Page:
Tuesday, February 01, 2005

King Throws Out Democracy, All Communications Cut

What a disconcerting last post I made. It was around 11:00PM last night that I posted about the embassy wanting our apartment's GPS coordinates 'in case of earthquakes'. I noted that the request being about earthquakes probably had the same amount of truth as the statement 'terrorists attack us because they hate our freedom'. This morning, February 1st, the king fired the government and imprisoned the ministers. I overslept and missed it. Two nights ago there was a mouse keeping me awake in my room, running around the floor and headboard and once across my face. Then last night there was something eating at the cardboard we stuffed under the kitchen door to stop mice from getting in and I heard that all night. Anyway, I overslept.

I got up at 11:00, and decided I should call work because I hadn't shown up. There was no water and the phone was dead, but we had electricity. I thought that was odd. Sometimes we don't have electricity, or we need to turn the water pump on. But the phones haven't gone out before, and there was no water in the underground reservoir outside. I left the apartment to go to work, and the weather was strange - it was bright and the air was crisp, like it would rain. I went down the street to the internet/phone place, and their phone was dead too. When I got to work, I heard the government had been thrown out and the king has declared a state of emergency. Our manager filled us in and told us to go home. So we'll be home for a couple days. On the way home, there were the same number of soldiers as usual, but there were also two tanks on the main road between work and home. I should note that I'm writing this post offline - I'll put it up whenever the phones come back.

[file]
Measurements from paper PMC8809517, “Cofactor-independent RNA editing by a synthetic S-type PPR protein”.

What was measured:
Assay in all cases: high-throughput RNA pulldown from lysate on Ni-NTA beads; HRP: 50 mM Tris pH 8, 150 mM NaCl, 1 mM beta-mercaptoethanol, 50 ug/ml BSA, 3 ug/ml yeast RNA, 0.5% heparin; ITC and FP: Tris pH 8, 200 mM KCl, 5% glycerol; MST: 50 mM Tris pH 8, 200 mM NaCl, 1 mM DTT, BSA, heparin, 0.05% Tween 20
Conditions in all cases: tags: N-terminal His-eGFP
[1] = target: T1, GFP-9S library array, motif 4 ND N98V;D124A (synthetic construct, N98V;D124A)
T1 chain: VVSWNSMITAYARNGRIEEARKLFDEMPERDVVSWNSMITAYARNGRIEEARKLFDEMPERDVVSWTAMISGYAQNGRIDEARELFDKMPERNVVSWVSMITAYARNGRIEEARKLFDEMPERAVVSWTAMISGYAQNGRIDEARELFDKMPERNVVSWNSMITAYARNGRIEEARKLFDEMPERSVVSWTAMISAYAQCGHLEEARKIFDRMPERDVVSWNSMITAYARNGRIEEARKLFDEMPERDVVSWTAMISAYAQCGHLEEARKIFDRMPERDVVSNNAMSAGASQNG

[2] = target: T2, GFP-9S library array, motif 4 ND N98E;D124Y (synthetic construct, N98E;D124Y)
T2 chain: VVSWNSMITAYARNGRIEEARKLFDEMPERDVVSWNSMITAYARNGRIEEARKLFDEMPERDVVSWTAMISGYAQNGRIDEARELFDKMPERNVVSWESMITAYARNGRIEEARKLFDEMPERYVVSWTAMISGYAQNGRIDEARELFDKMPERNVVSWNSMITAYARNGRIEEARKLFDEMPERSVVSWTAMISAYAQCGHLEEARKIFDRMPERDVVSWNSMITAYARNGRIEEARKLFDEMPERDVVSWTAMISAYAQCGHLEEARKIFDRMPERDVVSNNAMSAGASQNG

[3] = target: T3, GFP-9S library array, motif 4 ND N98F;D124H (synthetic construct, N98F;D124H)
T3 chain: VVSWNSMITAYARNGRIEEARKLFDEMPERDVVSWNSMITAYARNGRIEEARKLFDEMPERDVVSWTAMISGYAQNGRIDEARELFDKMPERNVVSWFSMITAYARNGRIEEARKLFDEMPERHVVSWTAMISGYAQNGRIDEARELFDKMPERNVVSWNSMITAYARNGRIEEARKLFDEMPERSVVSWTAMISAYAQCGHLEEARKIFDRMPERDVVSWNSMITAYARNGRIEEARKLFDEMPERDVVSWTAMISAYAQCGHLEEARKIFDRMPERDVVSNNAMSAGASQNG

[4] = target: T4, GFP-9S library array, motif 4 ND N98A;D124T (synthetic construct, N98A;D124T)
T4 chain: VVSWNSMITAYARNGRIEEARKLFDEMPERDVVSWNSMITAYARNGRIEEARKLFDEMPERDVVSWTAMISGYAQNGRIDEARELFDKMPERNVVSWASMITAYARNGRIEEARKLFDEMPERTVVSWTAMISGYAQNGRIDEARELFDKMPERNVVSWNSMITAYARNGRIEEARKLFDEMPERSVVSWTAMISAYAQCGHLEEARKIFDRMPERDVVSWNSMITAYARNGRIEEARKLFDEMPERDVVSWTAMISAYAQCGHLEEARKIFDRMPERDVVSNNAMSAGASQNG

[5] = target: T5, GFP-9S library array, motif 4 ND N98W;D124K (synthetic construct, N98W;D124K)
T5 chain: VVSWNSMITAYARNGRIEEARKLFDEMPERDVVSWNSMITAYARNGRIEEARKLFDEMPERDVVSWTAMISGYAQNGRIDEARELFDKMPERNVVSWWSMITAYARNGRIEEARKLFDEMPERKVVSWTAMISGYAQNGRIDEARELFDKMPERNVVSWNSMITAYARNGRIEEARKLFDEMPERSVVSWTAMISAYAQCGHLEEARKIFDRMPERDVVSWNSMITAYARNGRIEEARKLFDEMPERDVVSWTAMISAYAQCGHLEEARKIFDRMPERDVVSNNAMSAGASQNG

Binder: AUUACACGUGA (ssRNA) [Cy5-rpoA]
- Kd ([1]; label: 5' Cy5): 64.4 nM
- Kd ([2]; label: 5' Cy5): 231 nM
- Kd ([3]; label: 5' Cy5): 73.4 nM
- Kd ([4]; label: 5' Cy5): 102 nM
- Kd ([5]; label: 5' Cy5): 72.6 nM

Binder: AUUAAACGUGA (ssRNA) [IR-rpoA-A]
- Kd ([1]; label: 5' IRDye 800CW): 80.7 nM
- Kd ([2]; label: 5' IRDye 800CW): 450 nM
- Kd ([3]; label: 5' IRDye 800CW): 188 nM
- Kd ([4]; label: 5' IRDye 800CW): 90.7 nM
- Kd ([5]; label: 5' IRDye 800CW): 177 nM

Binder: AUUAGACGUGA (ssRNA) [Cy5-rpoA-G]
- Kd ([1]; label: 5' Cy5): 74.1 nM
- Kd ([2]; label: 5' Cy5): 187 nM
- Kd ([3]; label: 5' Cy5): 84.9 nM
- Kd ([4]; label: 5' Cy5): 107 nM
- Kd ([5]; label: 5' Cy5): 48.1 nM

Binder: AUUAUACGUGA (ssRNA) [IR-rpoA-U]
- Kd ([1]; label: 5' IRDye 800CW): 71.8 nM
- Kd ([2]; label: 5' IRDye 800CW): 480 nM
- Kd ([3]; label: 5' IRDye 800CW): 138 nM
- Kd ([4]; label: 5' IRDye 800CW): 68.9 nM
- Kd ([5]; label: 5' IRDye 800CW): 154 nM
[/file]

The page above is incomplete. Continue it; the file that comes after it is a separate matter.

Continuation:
It's not just the land-line phones that have been cut, the cell phone system has also been shut down. All but one of the internet service providers have been shut down (cutting the phone lines already cut-off 95% of people's internet access, but there also exists high-speed cable/wireless access that only internet cafes can afford). We're expecting this last ISP to be shut down shortly too. This is a lot more concerning to me than anything else that's happened while I've been here. I'm told CNN and the BBC were cut-off for parts of the morning, but other than that, the television and radio stations are still working. I have a hand-held radio and tuned into the BBC, but it's all in Nepali today (it's usually half Nepali, half English). Our landlord's filled us in on what the radio's saying. Cutting all lines of interpersonal telecommunications is a real strong-arm move. It will squelch the organization of protestors, but it's also the first thing you do when you start a war to throw off opposition forces.


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